Sports Illustrated’s “Greatest Female Athlete of the 20th Century” Jackie Joyner-Kersee

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Olympic triple Gold Medalist Jackie Joyner-Kersee became the world’s top woman athlete in the heptathlon and long-jump competitions, despite severe asthma.

While she was a top student-athlete at UCLA in the early 1980s, Jackie Joyner-Kersee was diagnosed with asthma. But she hid that fact from her coaches, afraid they would make her stop running.
“I was always told as a young girl that if you had asthma there was no way you could run, jump, or do the things I was doing athletically. So, I just knew it was impossible for me to have it. It took me a while to accept that I was asthmatic. It took me a while to even start taking my medication properly, to do the things that the doctor was asking me to do. I just didn’t want to believe that I was an asthmatic.
“But once I stopped living in denial, I got my asthma under control, and I realized that it is a disease that can be controlled. But there were things I had to do to get it under control.”
In 1984, Joyner-Kersee won the Olympic Silver Medal in the 7-event Heptathlon. In 1986, she was the first American woman to set a world record in a multi-event competition. In 1987, she was voted the Associated Press Athlete of the Year. In 1988, she won two Olympic Gold Medals. And in 1992, she won Olympic Gold and Bronze medals. Sports Illustrated voted Joyner-Kersee “The Greatest Female Athlete of the 20th Century.”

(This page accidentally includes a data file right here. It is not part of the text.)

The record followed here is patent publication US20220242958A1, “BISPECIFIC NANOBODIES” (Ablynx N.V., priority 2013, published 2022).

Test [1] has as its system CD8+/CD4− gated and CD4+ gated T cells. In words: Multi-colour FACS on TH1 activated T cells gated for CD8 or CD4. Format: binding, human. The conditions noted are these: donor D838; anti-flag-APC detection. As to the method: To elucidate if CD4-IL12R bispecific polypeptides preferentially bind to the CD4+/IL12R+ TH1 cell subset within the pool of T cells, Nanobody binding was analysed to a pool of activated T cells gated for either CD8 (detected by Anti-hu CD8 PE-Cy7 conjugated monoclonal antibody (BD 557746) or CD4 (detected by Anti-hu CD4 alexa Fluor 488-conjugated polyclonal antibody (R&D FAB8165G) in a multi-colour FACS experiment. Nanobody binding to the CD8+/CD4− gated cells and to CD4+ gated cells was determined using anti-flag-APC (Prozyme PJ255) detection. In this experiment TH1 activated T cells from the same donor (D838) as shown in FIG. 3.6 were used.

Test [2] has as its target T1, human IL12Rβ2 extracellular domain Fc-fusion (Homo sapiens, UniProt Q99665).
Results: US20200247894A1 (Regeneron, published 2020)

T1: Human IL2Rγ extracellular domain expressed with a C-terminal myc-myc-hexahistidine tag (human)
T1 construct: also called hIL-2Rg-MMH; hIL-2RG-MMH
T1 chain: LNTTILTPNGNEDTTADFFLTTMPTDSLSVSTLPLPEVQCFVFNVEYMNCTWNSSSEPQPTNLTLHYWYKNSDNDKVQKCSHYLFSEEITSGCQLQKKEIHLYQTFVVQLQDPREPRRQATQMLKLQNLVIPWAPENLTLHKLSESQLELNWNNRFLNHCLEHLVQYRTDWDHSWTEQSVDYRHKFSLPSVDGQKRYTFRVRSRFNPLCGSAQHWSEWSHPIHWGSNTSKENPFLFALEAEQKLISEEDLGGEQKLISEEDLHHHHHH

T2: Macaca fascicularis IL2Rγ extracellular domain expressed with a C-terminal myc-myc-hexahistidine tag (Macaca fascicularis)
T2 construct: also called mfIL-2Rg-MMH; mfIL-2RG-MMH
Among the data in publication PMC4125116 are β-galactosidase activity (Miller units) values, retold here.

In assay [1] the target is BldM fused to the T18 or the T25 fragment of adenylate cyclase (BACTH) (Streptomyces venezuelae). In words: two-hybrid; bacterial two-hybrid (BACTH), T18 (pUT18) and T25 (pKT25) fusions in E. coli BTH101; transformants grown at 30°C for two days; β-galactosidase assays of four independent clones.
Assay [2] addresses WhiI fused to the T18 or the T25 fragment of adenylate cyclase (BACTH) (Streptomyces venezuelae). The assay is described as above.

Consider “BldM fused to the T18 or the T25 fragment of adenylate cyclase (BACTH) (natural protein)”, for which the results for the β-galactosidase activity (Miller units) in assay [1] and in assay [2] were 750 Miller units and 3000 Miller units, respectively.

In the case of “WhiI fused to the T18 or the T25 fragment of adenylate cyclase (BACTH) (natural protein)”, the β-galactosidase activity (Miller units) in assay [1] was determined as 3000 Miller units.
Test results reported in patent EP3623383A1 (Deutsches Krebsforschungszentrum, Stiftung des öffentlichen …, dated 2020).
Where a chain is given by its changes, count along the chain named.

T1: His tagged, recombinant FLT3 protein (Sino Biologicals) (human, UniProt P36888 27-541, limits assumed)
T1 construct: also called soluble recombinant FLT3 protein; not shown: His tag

“The most important thing is to be able to run, jump, and get up in the morning and see my family and do different things,” she says. “And to do that, I have to take my medicines regularly. This disease can be controlled.”
Since her days as an athlete, Joyner-Kersee has accomplished much as a philanthropist and tireless advocate for children’s education and health issues (including asthma), among other areas of interest. She was also featured in the National Library of Medicine’s Breath of Life exhibition on the history of asthma.


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